Sunday, 19 August 2018

On the NRA and the ECB

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Anthony Peters has his doubts about eurozone citizens using the weapons in their hands.

Trust me, I am no fan of the American gun culture and as such find the NRA, the National Rifle Association, to be a club I would prefer not to join. Their defence of having all and sundry running around armed to the teeth is phrased as “Guns don’t kill. People kill.” Following the ECB having done its bit yesterday by way of rate cut, it to could now step out and declare “Central banks don’t create growth. People do.”

At the beginning of the crisis the ECB did all it could to place the onus for creating a positive environment for growth and employment on the constituent governments and as we know, it strenuously resisted becoming the politicians’ stooge. It would be wrong to say that yesterday it finally threw in the towel but whatever pretence it had displayed that it was only here to help drive the process, without actually trying to drive it itself, was finally buried. To some extent, the European elections took care of that, not that anybody would ever admit it.

It was mildly funny to hear Antonis Samaras, the prime minister of Greece, that leading light and powerhouse of growth, comment on the morning after the elections that Europe needed “more competitiveness, job creation, which is the number one problem…” and “…solidarity among all our members.” Well spoken, sir. Now the ECB has done its bit. Over to you and yours. Chances of that happening? I rest my case.

Although it is obvious that although the headline grabber will be the shift to negative deposit rates, in the greater scheme of things, the policy shift is no more than a bout of tinkering around the edges. Markets are crying out for QE but, as I was reminded again yesterday, proof of its efficaciousness are thin on the ground. Japan has been at it for years and to precious little effect and the UK, although in growth, quite clearly owes this more to consumers’ pockets being filled with windfall compensation payments emanating from PPI miss-selling than from any notable increase in investment driven by quantitative easing or by a leap in productivity.

One way or the other, markets got from the ECB pretty much what they had expected but then, frankly, didn’t have a clue what to make of it when they did. Ten-year Bunds opened the day just about on 1.42%, rallied to 1.40% immediately after the announcement, then sold off as though the world were coming to an end, traded down to 1.49% and then began the climb back again to close the day at 1.405%. We open this morning at 1.375%.


In one of my previous incarnations, I taught a course at City University Business School on “Economics for Traders” which dealt with, amongst other things, how to interpret and trade news flow. The key lesson was to grasp how the market is positioned ahead of the release which would then determine how it would trade post-factum. Yesterday’s price action, both in stocks and bonds had me foxed. The Dax also took heart, sailing through the 10,000-point mark like a knife through soft butter, only to go straight back into reversal and to close at 9,947.83, just 21.16 points higher on the day.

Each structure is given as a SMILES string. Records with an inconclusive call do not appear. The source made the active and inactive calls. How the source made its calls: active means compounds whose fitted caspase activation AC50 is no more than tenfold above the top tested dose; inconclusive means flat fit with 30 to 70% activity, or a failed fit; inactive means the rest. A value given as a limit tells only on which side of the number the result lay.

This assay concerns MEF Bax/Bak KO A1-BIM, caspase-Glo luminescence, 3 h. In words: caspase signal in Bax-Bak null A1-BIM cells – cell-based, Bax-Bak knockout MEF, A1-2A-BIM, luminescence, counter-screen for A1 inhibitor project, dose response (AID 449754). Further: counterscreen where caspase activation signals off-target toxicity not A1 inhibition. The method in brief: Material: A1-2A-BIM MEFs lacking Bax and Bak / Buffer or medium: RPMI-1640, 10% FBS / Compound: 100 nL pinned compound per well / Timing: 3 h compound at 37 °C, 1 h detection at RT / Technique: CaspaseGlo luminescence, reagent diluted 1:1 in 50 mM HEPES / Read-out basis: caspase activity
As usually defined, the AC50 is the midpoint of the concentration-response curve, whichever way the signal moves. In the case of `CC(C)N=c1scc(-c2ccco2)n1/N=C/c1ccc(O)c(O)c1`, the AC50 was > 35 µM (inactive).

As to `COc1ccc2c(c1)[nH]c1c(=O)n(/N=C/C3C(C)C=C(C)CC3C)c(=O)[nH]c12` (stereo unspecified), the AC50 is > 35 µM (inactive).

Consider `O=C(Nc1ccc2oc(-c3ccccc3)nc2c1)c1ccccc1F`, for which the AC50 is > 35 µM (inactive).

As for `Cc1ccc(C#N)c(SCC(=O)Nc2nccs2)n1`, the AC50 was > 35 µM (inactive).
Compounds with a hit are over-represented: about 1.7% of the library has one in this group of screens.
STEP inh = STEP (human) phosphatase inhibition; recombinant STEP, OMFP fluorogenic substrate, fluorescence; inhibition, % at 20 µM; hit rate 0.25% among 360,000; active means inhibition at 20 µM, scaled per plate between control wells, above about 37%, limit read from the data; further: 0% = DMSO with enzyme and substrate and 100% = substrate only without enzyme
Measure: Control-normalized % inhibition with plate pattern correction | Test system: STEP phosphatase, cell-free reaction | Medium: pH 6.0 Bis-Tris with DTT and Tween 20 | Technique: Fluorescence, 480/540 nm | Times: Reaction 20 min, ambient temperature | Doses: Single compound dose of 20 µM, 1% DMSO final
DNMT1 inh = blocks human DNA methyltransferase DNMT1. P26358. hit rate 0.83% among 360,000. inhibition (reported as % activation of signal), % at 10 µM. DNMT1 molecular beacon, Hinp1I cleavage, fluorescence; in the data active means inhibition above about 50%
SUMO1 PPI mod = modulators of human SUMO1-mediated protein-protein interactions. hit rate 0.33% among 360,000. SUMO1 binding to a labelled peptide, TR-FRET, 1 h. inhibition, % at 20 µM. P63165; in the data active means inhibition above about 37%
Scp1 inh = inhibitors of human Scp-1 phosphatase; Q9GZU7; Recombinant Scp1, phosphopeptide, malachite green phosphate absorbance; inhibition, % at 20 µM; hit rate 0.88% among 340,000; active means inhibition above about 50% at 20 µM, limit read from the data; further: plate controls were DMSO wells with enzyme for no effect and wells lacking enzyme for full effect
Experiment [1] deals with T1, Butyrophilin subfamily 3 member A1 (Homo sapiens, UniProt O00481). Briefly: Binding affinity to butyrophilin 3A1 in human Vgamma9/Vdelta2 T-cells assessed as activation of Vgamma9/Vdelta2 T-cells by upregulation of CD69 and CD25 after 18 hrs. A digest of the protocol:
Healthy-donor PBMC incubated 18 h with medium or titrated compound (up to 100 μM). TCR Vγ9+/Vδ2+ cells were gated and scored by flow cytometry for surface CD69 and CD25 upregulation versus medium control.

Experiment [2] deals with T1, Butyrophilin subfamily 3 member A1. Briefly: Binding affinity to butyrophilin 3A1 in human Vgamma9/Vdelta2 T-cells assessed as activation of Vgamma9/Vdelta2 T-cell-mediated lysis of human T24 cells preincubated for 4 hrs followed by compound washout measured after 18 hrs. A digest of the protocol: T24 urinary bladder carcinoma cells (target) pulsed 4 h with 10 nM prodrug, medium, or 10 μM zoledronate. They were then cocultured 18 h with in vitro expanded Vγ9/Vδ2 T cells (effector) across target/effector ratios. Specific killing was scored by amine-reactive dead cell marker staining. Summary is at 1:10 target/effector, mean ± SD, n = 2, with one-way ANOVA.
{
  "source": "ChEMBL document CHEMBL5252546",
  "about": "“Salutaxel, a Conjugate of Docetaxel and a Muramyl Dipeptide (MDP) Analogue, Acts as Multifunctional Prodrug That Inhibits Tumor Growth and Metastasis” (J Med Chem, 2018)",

Anybody who wasn’t there or who can’t see the intra-day charts would be excused, if simply looking at the opening and closing levels, for thinking that nothing much had happened.

Perhaps it’s all in what Ewald Nowotny of the Central Bank of Austria expressed when he told Austrian TV yesterday that ”central banks alone can’t boost the economy, they can only create the conditions…”. Will the workers of brain and muscle now deliver their part of the bargain too? The markets don’t really appear too sure.

The Muppet Show

Meanwhile my old friend Jean-Claude Juncker, the Muppet-in-Chief, is in the news for declaring that he will not be forced to get on his knees before the British and criticised European leaders for ignoring him after his conservative grouping won the elections. When it comes to trying to get a grip on the EU’s budget and on the pervasive sense of entitlement which is holding it back, I have a strong suggestion of where to start. May I propose taking a bit of time to read around recent Luxembourg political history and how Juncker, after the best part of 20 years as PM, was brought down by a coalition of all opposition parties who had, it would seem, had more than enough of him.


Alas, it is that time of the week again and all that remains is for me to wish you and yours a happy and peaceful week-end. May I humbly suggest taking the missus shopping, buying her a new hat for Ascot and then for a candle lit dinner – with that thingy in Brazil bearing down on us, there is no better time to build up a reserve in the “brownie points” account. Paying down credit on an overdrawn account is, in my experience, one hell of a lot more costly.

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